At this point, the only thing you probably want to know about the education funding fight in Springfield is whether the Illinois House is going to override Gov. Bruce Rauner’s veto and if the schools will get their money. The simple answer is: not yet. The House is scheduled to meet Wednesday, but no action is expected on the veto other than a mostly symbolic gesture by Democrats to show that Rauner’s own proposal has little support, even among Republicans.
James Alex Fields Jr., the 20-year-old Ohio man accused of crashing his car into a crowd of Charlottesville, Virginia, demonstrators, is a hate-filled, racist murderer from what I can tell. But is he a terrorist? A lot of people on both ends of the political spectrum have rushed to say so, among them U.S. Attorney General Jeff Sessions. Sessions said Fields’ “evil attack,” which killed one woman and injured others, meets the legal definition of domestic terrorism and is being investigated as such.
Conservative provocateur Ann Coulter gave Gov. Bruce Rauner’s first national television interview a bad review Friday, telling her 1.6 million Twitter followers that Rauner “either is retarded or playing retard.”“His answer to every Q is, “Our system is broken.” Fascinating!” Coulter tweeted during an interview on FOX News Channel by host Bret Baier. Rauner was his normal evasive self, sidestepping Baier’s questions about President Trump, Chicago’s sanctuary city status and Obamacare.
Muck Rack makes it simple to find people, tweets, or articles that mention any name, keyword, company, hashtag etc. We've compiled this guide to help you make the most of your search.
Selecting a term
Start searching tweets, articles from media outlets, articles mentioned in tweets, journalists'
names, titles and bios with some suggested searches:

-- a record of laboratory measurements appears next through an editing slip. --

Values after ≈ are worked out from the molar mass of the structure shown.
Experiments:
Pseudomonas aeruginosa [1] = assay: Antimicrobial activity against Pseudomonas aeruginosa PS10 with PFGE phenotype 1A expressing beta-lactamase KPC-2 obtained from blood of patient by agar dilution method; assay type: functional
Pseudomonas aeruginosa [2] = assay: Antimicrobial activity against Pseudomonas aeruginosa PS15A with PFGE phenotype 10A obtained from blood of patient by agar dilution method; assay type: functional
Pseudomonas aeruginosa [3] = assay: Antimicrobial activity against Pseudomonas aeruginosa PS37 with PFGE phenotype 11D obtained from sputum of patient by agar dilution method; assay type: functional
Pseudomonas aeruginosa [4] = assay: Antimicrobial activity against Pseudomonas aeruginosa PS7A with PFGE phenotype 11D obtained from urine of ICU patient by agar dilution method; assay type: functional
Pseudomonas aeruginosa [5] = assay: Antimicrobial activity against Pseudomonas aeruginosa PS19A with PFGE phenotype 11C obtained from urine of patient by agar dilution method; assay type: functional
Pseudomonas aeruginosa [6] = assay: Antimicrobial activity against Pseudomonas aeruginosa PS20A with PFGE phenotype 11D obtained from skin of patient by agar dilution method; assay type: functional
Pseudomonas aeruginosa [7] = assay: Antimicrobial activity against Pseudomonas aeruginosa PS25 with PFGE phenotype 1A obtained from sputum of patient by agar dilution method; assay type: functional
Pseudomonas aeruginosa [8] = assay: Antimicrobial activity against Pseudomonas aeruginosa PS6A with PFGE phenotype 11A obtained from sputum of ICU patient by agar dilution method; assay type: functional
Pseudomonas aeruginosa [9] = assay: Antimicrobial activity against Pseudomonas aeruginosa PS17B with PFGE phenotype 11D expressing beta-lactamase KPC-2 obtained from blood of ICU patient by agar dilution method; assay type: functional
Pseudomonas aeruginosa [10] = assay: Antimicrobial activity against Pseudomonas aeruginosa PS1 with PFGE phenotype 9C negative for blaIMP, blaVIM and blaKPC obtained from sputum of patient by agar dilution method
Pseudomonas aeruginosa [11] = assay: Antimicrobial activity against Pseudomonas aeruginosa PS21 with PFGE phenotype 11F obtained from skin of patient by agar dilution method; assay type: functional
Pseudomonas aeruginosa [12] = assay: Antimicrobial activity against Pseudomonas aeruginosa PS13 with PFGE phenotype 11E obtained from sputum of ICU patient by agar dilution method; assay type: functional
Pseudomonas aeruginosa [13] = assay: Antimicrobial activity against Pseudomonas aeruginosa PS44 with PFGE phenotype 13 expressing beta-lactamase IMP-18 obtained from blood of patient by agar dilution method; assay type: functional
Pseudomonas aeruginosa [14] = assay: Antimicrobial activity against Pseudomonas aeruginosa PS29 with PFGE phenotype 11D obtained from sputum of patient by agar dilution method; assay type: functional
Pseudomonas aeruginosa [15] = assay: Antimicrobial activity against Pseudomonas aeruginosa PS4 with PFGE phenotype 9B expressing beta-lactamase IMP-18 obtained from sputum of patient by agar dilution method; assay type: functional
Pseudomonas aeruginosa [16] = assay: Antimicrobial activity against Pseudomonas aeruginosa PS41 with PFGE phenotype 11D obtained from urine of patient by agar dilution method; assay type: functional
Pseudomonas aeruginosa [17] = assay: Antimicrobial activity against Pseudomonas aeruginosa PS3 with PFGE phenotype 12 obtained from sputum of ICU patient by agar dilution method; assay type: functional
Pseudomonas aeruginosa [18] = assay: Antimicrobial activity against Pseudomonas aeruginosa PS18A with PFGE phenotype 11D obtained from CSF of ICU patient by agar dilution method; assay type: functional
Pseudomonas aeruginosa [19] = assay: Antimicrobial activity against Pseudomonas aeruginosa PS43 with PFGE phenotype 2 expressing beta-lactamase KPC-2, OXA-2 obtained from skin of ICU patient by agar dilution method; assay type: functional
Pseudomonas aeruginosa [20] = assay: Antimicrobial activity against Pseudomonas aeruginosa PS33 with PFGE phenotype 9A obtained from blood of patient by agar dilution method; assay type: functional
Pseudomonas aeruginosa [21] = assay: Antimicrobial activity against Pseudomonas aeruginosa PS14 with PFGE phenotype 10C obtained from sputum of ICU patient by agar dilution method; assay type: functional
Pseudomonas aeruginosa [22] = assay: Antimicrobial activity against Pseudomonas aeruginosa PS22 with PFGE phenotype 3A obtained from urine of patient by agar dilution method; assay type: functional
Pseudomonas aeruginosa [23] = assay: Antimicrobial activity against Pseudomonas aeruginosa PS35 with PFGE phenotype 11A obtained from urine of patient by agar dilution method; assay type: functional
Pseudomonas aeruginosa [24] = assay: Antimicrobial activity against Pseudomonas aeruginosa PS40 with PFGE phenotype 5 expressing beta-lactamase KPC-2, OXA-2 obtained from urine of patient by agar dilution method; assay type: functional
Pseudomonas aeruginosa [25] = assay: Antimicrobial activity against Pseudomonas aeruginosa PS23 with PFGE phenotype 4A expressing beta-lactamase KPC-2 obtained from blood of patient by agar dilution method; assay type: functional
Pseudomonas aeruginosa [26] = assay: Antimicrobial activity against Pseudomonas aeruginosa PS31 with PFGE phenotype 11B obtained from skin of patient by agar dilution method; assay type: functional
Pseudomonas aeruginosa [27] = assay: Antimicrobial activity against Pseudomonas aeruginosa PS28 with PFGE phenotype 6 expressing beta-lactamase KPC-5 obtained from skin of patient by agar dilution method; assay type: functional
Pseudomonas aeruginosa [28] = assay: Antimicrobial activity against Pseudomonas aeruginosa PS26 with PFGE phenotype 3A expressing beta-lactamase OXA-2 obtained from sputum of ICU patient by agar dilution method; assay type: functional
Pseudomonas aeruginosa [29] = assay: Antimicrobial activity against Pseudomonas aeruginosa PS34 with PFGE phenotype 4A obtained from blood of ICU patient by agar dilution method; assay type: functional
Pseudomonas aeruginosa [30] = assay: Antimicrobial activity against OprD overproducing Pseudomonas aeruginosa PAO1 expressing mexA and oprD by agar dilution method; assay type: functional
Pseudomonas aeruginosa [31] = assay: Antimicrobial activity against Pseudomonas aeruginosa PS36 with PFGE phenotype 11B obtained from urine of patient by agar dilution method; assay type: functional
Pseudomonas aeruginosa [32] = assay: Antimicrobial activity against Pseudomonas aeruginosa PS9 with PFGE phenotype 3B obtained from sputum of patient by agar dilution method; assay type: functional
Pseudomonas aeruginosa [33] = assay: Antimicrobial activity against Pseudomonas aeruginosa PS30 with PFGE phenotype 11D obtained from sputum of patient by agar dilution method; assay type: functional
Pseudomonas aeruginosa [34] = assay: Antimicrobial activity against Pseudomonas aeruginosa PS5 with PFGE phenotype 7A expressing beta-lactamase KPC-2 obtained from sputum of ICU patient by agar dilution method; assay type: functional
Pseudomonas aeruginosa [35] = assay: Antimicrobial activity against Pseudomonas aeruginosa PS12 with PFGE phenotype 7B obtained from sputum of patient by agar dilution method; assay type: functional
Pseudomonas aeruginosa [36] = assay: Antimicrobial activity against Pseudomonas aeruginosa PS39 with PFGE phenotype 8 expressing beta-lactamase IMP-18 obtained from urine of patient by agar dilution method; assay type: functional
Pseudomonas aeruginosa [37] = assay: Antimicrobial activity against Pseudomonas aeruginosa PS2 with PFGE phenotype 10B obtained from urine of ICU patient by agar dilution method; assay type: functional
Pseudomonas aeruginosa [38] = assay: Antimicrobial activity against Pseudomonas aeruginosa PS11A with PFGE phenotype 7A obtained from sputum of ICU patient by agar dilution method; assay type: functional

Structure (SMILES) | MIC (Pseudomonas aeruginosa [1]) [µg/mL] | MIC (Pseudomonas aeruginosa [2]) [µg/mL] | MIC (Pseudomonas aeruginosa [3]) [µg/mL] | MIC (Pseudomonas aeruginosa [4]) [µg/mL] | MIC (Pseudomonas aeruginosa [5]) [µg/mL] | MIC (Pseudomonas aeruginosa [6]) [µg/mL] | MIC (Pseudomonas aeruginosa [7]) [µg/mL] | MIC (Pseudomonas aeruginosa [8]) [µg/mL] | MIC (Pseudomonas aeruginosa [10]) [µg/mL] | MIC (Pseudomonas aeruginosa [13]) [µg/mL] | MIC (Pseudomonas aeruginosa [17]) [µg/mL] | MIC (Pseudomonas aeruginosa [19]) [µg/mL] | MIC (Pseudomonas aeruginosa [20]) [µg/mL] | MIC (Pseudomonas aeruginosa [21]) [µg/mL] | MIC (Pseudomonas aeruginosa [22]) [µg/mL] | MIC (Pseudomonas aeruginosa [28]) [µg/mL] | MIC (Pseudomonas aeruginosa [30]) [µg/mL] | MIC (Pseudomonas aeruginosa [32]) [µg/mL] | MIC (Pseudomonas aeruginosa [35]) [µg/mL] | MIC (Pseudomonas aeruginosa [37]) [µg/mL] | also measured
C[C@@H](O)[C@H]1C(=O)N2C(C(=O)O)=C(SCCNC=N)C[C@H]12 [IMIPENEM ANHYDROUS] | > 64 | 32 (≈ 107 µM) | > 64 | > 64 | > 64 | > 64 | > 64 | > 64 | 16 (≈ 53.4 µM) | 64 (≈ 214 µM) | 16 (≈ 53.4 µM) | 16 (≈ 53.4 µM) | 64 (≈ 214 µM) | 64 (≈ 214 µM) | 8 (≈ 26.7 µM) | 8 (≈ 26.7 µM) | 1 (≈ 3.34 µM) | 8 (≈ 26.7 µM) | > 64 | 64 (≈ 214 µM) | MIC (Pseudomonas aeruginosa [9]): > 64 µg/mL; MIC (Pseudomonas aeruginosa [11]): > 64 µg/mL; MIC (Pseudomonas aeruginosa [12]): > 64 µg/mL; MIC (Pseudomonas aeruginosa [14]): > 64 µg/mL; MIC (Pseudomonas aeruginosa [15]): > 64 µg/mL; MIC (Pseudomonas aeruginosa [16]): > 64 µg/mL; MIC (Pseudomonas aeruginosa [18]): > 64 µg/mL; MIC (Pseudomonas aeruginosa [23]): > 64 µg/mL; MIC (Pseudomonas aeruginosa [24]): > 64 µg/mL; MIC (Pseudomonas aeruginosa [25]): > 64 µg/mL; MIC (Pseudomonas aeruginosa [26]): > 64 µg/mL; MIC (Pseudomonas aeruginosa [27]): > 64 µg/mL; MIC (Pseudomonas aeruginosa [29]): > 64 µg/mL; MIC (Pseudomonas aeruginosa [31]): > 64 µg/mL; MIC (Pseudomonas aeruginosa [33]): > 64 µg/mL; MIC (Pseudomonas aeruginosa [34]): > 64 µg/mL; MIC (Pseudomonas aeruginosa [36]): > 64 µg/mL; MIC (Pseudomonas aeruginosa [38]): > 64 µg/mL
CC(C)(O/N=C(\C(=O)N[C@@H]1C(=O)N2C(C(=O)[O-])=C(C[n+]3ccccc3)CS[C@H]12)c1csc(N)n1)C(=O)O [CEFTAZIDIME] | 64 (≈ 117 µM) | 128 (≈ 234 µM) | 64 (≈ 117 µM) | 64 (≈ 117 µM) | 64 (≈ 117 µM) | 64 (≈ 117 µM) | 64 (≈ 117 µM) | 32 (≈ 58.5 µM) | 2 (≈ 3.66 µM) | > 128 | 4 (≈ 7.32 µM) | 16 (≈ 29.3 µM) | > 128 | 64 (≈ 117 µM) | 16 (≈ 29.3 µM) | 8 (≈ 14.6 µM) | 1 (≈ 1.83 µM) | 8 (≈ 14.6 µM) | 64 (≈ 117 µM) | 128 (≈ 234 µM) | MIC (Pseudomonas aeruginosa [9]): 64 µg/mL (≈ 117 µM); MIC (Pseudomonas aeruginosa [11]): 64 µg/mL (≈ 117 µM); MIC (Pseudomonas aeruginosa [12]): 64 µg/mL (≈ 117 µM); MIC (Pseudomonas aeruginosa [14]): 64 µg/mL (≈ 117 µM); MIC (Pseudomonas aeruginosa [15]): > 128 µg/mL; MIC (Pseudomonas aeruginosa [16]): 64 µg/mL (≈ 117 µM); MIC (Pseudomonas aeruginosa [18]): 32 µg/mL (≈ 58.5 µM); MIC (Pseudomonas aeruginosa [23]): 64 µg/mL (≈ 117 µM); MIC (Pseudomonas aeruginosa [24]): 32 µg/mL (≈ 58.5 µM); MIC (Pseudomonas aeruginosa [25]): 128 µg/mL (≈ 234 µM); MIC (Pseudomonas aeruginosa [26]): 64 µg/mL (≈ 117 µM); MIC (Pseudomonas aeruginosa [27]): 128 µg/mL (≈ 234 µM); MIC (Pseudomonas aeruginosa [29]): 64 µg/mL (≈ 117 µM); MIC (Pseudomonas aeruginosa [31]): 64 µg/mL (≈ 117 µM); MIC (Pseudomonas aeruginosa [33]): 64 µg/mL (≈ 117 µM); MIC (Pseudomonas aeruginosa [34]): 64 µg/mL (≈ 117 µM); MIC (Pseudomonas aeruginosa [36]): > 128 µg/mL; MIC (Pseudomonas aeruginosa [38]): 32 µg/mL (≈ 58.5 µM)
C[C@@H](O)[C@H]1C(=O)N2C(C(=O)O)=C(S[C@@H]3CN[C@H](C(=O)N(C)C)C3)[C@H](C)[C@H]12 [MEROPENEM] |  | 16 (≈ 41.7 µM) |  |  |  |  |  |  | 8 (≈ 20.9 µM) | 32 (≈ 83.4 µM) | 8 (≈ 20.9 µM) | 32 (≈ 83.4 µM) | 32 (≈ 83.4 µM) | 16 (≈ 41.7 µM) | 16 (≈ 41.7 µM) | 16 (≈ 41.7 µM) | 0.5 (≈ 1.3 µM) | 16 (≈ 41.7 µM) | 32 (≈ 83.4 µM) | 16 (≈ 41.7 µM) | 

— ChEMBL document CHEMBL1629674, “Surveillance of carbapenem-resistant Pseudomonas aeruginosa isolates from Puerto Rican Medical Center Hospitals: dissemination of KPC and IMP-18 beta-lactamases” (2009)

Companies or Topics (e.g. iPhone, Microsoft)
Phrases (e.g. "cloud computing") — use quotes to keep the terms together
Twitter handles (e.g. @username) — returns those who have mentioned or replied to
Names (e.g. "David Pogue")
Hashtags (e.g. #sxsw, #london2012)
Bio details (e.g. vegan, Olympics, father)
Muck Rack's Advanced Search allows for many boolean operators.
Find results that mention multiple specified terms, use AND or
+. For example, ensure each result contains both Elon Musk and Mark Zuckerberg by
searching Obama AND Romney or Obama + Romney.
Use the operators OR or , to broaden your search when you'd like either of
multiple terms to appear in results. (This is the default behavior of our search when no operators
are used.) For example, search for democrat OR republican to find results that refer to
Democrats and/or Republicans.
Use NOT or - to subtract results from your search. For
example, searching Disney will yield results about the Walt Disney Company as well as Walt Disney
World Resort. To exclude mentions of Disney World, search for Disney -World or Disney
When using one of these operators with a phrase, enclose it in quotation marks. For example, you can
find results about smartphones excluding Apple's iPhone 4S by searching smartphone -"iPhone
Exact case matching or punctuation
If you're searching for a brand name or keyword that relies on specific punctuation marks or capitalization, you can
find results that match your exact query by adding matchcase: before the keyword you're searching for, like matchcase:E*TRADE .
Use parentheses to separate multiple
boolean phrases. For example, to find journalists talking about having fun in Disney World or
Disneyland, search for ("disney world" OR disneyland) AND fun.
An asterisk can be used to search for any variation of a root word truncated by the asterisk. For example, searching for admin* will return results for administrator, administration, administer, administered, etc.
A near operator is an AND operator where you can control the distance between the words. You can vary the distance the near operation uses by adding a forward slash and number (between 0-99) such as strawberries NEAR/10 "whipped cream", which means the strawberries must exist within 10 words of "whipped cream".